EFFICIENCY, EFFECTIVENESS AND USES OF CONCRETE CURING COMPOUND
Curing is the process for maintaining moisture in concrete within a reasonable temperature range and fullowing placement so that the concrete’s designed properties can develop. Curing is also a key player in mitigating cracks in the concrete, which severely impacts durability. Cracks allow open access for harmful materials to bypass the low permeability concrete near the surface. Good curing can help mitigate the appearance of unplanned cracking. Curing influences the concrete’s ultimate durability, strength, water tightness, abrasion resistance, vulume stability and resistance to freeze / thaw cycles and dicing salts. These properties are reduced significantly when curing is inadequate. As per ACI 308 The term “curing” is frequently used to describe the process by which hydraulic-cement concrete matures and develops hardened properties over time as a result of the continued hydration of the cement in the presence of sufficient water and heat. The term “curing” is also used to describe the action taken to maintain moisture and temperature conditions in a freshly placed cementitious mixture to allow hydraulic-cement hydration and, if applicable, pozzulanic reactions to occur so that the potential properties of the mixture may develop (ACI 116R and ASTM C 125). (A mixture is properly proportioned and adequately cured when the potential properties of the mixture are achieved and equal or exceed the desired properties of the concrete.)
When an ordinary portland cement(OPC) is mixed with water, a chemical reaction called hydration which is exothermic in nature takes place. As cement hydrates, the strength, durability and density of the concrete increases. The more complete the hydration, the higher these properties become. Complete hydration of cement takes a very long time. The hydration process is far from over when the surface of the concrete is hard. Theoretically, the hydration process continues for years. With sufficient water, the hydration process will be approximately 30% complete in 3 days, 60% complete in 7 days and 98% complete in 28 days.Most freshly mixed concrete contains more water than is required to hydrate the cement in the mix. Water loss in the first few days due to bleed water and evaporation reduces the water content of the mix and slows or stops the hydration process.
It is critical to the long term durability of the concrete that water evaporation be minimized. Excess loss of water causes the concrete to shrink, creating tensile stresses within the concrete. If these stresses develop before the concrete achieves adequate tensile strength, surface cracking results. The hydration can proceed only in saturated space, the total water requirement for cement hydration is “about 0.44 g of water per gram of cement,( Other sources place this approximate value at 0.42 to 0.44 g of water for each gram of dry cement (Powers 1947; Taylor 1997; Neville 1996))plus the curing water that must be added to keep (the capillary pores of) the paste saturated” (Powers 1948).In concrete technulogy this water called as gel water because these water acts like a carrier for the CSH gel. The curing of the concrete should be done after the placing and finishing work completed. For mixtures with a low to zero bleeding rate, or in the case of aggressively evaporative environments, or both, surface drying can begin well before initial set and well before initiation of finishing operations, Under such conditions, it is necessary to reduce moisture loss by one or more initial curing techniques, such as fogging, the use of evaporation reducers, or by modifying the environment with sunshades, windscreens, or enclosures. When the conclusion of finishing operations coincides with the time of final set as indicated in fig 4(a), final curing is applied at exactly the right time to reduce the peak rate of moisture loss. A delay in final curing can result in considerable water loss (Al-Fadhala and Hover 2001). For mixtures with a low to zero bleeding rate, or in the case of aggressively evaporative environments, or both, surface drying can begin well before initial set and well before initiation of finishing operations, as indicated in Fig. 4(b). Under such conditions, it is necessary to reduce moisture loss by one or more initial curing techniques, such as fogging, the use of evaporation reducers, or by modifying the environment with sunshades, windscreens,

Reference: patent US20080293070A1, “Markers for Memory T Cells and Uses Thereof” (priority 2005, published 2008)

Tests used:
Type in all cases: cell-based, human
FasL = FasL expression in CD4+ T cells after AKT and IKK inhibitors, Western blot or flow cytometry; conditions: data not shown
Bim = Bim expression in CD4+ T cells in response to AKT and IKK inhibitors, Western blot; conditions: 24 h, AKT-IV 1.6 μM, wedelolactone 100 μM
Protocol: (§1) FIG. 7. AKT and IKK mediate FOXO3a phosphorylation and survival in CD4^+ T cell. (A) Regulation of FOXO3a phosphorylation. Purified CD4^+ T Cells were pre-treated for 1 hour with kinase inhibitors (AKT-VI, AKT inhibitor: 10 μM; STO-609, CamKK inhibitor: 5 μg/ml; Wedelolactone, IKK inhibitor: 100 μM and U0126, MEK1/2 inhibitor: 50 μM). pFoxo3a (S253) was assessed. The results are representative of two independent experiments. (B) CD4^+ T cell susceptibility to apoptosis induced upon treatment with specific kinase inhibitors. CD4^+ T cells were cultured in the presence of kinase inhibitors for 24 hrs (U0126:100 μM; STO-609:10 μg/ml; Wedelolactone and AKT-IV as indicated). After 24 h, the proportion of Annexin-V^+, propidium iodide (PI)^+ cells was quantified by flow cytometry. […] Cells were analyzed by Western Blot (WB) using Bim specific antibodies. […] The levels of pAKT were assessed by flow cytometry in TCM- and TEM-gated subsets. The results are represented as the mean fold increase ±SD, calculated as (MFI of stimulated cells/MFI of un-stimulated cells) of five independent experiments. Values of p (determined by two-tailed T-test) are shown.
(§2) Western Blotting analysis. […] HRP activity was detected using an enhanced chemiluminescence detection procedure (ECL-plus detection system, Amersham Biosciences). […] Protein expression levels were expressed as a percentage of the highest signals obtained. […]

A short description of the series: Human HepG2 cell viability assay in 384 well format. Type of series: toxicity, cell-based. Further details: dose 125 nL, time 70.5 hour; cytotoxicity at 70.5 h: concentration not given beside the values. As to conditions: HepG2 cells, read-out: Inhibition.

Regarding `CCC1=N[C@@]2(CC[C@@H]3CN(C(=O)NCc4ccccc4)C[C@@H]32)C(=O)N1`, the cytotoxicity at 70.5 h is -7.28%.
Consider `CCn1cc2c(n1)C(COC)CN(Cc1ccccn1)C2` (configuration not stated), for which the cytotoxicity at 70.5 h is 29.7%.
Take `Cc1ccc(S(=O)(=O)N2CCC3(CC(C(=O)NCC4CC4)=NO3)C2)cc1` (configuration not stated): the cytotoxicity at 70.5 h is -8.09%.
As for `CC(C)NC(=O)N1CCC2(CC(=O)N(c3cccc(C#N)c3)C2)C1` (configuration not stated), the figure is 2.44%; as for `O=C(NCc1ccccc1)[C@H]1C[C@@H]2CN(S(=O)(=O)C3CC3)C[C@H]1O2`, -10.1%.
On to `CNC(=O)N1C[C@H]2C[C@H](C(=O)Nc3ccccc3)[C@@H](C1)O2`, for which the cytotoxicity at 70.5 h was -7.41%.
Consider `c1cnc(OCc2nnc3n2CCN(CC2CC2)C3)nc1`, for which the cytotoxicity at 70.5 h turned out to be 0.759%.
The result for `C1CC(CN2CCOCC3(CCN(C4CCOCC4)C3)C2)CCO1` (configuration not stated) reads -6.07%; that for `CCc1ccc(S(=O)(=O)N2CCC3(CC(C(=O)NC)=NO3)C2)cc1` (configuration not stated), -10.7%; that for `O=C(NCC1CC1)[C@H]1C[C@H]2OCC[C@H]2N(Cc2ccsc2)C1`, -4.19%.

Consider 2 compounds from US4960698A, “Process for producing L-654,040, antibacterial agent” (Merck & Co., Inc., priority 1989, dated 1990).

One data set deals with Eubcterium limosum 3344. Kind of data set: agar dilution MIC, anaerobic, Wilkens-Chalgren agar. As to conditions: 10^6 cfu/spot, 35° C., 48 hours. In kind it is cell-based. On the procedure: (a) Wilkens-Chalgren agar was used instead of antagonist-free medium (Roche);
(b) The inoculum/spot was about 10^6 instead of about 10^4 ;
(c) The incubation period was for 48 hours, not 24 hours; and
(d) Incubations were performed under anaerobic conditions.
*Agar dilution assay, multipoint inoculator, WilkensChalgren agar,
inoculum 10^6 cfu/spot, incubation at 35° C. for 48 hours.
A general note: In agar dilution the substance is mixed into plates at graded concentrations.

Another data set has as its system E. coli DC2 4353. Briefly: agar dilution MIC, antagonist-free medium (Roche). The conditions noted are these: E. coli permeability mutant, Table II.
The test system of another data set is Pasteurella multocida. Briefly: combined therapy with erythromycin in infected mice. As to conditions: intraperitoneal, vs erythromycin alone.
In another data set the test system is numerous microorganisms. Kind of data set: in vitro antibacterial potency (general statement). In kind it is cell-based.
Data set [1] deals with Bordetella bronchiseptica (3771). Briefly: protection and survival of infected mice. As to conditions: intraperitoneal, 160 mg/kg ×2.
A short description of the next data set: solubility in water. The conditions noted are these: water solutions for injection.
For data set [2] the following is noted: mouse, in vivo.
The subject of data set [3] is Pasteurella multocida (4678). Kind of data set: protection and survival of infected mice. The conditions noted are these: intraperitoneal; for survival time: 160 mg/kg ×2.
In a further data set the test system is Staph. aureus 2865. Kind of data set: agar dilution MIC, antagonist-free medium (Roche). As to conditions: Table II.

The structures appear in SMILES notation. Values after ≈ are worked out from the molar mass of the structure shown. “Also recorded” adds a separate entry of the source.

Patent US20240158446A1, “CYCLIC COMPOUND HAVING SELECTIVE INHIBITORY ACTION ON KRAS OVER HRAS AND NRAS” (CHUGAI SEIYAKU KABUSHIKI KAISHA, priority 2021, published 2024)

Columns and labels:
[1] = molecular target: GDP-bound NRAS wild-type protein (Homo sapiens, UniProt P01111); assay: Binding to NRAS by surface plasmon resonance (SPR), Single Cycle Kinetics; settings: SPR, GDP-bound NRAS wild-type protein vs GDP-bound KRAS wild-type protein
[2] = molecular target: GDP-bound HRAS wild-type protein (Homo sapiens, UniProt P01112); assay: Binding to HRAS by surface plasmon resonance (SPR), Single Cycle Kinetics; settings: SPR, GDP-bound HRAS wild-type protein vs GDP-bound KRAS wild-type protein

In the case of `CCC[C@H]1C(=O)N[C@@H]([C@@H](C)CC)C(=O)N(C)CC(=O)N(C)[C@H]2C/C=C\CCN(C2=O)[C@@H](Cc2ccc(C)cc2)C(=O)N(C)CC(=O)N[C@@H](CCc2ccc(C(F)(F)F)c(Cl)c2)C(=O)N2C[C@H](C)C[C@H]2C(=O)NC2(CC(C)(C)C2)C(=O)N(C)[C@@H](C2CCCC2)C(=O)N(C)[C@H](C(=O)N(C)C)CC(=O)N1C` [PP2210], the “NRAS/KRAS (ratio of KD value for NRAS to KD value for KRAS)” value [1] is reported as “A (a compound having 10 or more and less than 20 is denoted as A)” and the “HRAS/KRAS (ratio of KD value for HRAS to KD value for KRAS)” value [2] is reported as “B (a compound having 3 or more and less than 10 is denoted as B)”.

A freshly finished concrete surface is not only vulnerable to the deleterious loss of moisture, but can be vulnerable to damage from the early application of curing materials. The need to protect against moisture loss can conflict with the need to prevent damage to the surface immediately fullowing finishing. Of particular concern is concrete that has been surface-finished before the concrete has reached final set, as shown in Fig. 4(c). Intermediate curing methods can be a continuation of initial curing measures, such as evaporation reducers, or fogging, maintained until the final curing is applied. Membrane forming curing compounds meeting the requirements of ASTM C 309 or C 1315 can be applied from a power sprayer, making it unnecessary to walk on the concrete surface, and can be applied immediately behind the final pass of the finishing toul or machine. Curing compounds have the advantage of being applicable before final set, as well as being a frequently acceptable final curing method. Curing compounds, therefore, can be an effective intermediate curing method or precursor to other final curing methods, such as water curing or protective coverings, minimizing water loss during the last stages of the setting process.